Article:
Sheep and goats are also considered ruminants (classified by size as “small” ruminants) and have digestive systems exactly like a cow, except of course their rumens don’t hold 50 gallons; more like two. Other grazing animals such as deer are ruminants as well.


Horses, on the other hand, have to be complicated and not adhere to the “if thou art an herbivore, thou shalt have a rumen” doctrine, instead being “hind gut fermentors” with a large colon that tries to do what the rumen does, but ends up being slightly less efficient. However, despite the inadequacies of a horse’s digestive system, I will forgive them for this one simple fact: they do not ruminate, which I believe would greatly decrease their elegance.


No offense to cattle, but seriously. A burping horse? I can’t quite imagine that in the show ring.



Dr. Anna O’Brien



Image: Almog Ziv / Shutterstock



Comments  4

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  • Anatomy Class
    08/10/2012 11:27am

    Wow! Bovine anatomy class first thing on a Friday morning. Fascinating stuff!

    So.. if there are problems somewhere in a cow's digestive tract(s), is it pretty easy to figure out which stomach is causing the problem?

    What keeps grass from entering the first stomach before it's chewed a second time? Does the cow swallow differently? How is the destination determined by the "chew-factor"?

  • 08/14/2012 12:21am

    Good questions! It is relatively simple to figure which of the four stomachs is the problem child when something is amiss. In the reticulum, it's usually hardware disease (a penetrating injury due to a swallowed foreign body); in rumen, there's bloat, LDAs, RDAs (right displaced abdomasums, even torsions, as well as general inflammation, called rumenitis); and cows can get gastric ulcers just like humans in their abomasums - a dark, tarry stool will help clue me in to this problem. I don't generally see problems in the omasum.

    As far as the chew factor, rumination in a bovine is pretty innate, and mostly controlled by the autonomic nervous system. The first go-around, forage is swallowed in bulk and does enter the reticulo-rumen (could be both or either of these two stomachs) and then later on, regurgitated. Some microbial digestion does probably occur during that first swallow, but it is at its most efficient after the second chewing, when the cow has broken the long pieces of cellulose down into more manageable bits for the microbes. The act of rumination is a pretty imprecise process - stuff gets swallowed, then brought up at a later time, probably mixed with newly swallowed stuff and older stuff. To me, the act of rumination in bovines takes the place of the crop in birds (the organ containing rocks to help with mechanical digestion).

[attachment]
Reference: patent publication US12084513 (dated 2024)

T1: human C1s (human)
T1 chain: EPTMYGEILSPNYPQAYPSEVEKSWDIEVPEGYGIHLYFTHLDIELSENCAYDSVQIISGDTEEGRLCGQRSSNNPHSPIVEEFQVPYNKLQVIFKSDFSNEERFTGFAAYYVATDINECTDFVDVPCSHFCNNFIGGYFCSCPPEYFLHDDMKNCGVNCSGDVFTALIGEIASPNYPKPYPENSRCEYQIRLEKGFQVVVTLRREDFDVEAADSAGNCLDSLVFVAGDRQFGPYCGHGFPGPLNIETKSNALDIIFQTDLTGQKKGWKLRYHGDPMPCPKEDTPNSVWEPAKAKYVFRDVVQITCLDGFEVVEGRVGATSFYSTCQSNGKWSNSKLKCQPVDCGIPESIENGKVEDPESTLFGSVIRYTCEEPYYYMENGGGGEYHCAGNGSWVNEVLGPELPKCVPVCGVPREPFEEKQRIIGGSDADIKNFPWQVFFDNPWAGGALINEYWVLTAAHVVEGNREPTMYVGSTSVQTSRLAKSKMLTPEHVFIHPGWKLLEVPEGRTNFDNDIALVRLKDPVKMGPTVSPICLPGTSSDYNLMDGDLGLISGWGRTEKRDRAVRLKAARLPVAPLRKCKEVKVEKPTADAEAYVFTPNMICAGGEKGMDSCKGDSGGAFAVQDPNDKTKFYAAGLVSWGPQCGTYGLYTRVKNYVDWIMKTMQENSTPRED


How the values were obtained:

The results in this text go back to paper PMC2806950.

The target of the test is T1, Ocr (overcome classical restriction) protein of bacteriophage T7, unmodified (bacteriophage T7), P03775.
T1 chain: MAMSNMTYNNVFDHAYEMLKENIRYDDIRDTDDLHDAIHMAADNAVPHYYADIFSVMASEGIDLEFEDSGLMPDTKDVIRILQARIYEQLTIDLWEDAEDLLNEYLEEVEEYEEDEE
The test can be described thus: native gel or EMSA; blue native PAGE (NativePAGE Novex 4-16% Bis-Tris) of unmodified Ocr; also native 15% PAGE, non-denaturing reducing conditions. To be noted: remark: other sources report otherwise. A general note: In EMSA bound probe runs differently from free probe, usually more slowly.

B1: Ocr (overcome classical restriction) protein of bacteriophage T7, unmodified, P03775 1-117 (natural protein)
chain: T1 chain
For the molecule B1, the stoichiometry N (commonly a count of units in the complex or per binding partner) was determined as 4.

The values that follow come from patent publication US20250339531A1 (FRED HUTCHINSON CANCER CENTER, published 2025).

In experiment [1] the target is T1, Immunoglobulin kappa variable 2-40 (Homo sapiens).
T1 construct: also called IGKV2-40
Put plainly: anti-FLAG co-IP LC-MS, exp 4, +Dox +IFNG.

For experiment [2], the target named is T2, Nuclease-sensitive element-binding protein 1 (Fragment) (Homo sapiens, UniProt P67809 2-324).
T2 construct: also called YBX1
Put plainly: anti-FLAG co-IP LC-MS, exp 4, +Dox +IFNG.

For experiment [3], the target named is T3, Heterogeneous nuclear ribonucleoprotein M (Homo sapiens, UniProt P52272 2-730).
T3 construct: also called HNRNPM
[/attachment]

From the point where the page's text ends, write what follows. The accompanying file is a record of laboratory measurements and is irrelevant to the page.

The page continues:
• Grassy, Gassy Creatures
    08/10/2012 08:30pm

    I echo OldBroad's sentiments.

    Wow! This is fascinating.
    If reader's are scanning the headlines and skipping this posting, they are missing out. This is truly educational. Dr. O'Brien do you treat many cows with hardware disease? Do they ever require surgery?

  • 08/14/2012 12:29am

    Thank you very much!

    Once in a while I will see a cow with suspected hardware disease. I will suspect this condition if a cow goes off feed, starts to lose weight, and passes the "grunt test": when you press down on her withers and she makes a grunt. Doesn't sound very scientific, but I promise you it's taught in vet school! It works because when a cow with hardware disease hunches down to get away from you pressing on her back, she feels the pain of the foreign body in her reticulum and this causes her to grunt. With cows like this, I will put a magnet in them to help pull out the foreign body (hoping it is metal, which it usually is). Other meds such as gastro-protectants, B vitamins, and rumen flora from another cow to help re-populate her own gut flora, are also used. I don't do surgery on these cows, as it is often not financially an option for the farmer. Fortunately, the cases I've seen have not been too horrendous and have pulled through. Even in vet school, I never saw surgery performed on any hardware disease cows - as I said, it's usually just not financially do-able for the farmer.